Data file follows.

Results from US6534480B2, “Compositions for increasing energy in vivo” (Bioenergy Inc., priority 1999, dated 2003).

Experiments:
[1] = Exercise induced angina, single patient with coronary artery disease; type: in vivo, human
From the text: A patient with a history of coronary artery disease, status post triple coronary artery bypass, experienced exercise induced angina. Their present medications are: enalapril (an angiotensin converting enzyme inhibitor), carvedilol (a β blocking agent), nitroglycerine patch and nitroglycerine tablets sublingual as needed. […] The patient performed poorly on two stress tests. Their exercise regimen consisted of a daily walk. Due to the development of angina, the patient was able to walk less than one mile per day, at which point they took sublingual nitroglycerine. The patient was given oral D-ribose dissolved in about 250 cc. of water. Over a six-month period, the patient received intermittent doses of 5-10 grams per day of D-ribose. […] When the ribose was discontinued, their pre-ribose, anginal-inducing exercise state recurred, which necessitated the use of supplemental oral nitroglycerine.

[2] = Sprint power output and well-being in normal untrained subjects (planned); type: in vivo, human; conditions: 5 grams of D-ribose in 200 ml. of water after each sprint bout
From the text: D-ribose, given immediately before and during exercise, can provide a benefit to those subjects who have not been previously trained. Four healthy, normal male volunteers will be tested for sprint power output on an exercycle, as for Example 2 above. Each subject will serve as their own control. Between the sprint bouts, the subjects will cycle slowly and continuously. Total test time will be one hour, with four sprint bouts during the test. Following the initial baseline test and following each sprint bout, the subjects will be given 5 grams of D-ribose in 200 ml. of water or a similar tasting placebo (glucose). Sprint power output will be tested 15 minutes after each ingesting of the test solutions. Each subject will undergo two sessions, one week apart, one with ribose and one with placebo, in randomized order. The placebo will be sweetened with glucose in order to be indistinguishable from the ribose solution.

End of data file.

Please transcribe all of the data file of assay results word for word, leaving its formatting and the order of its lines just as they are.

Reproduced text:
Results from US6534480B2, “Compositions for increasing energy in vivo” (Bioenergy Inc., priority 1999, dated 2003).

Experiments:
[1] = Exercise induced angina, single patient with coronary artery disease; type: in vivo, human
From the text: A patient with a history of coronary artery disease, status post triple coronary artery bypass, experienced exercise induced angina. Their present medications are: enalapril (an angiotensin converting enzyme inhibitor), carvedilol (a β blocking agent), nitroglycerine patch and nitroglycerine tablets sublingual as needed. […] The patient performed poorly on two stress tests. Their exercise regimen consisted of a daily walk. Due to the development of angina, the patient was able to walk less than one mile per day, at which point they took sublingual nitroglycerine. The patient was given oral D-ribose dissolved in about 250 cc. of water. Over a six-month period, the patient received intermittent doses of 5-10 grams per day of D-ribose. […] When the ribose was discontinued, their pre-ribose, anginal-inducing exercise state recurred, which necessitated the use of supplemental oral nitroglycerine.

[2] = Sprint power output and well-being in normal untrained subjects (planned); type: in vivo, human; conditions: 5 grams of D-ribose in 200 ml. of water after each sprint bout
From the text: D-ribose, given immediately before and during exercise, can provide a benefit to those subjects who have not been previously trained. Four healthy, normal male volunteers will be tested for sprint power output on an exercycle, as for Example 2 above. Each subject will serve as their own control. Between the sprint bouts, the subjects will cycle slowly and continuously. Total test time will be one hour, with four sprint bouts during the test. Following the initial baseline test and following each sprint bout, the subjects will be given 5 grams of D-ribose in 200 ml. of water or a similar tasting placebo (glucose). Sprint power output will be tested 15 minutes after each ingesting of the test solutions. Each subject will undergo two sessions, one week apart, one with ribose and one with placebo, in randomized order. The placebo will be sweetened with glucose in order to be indistinguishable from the ribose solution.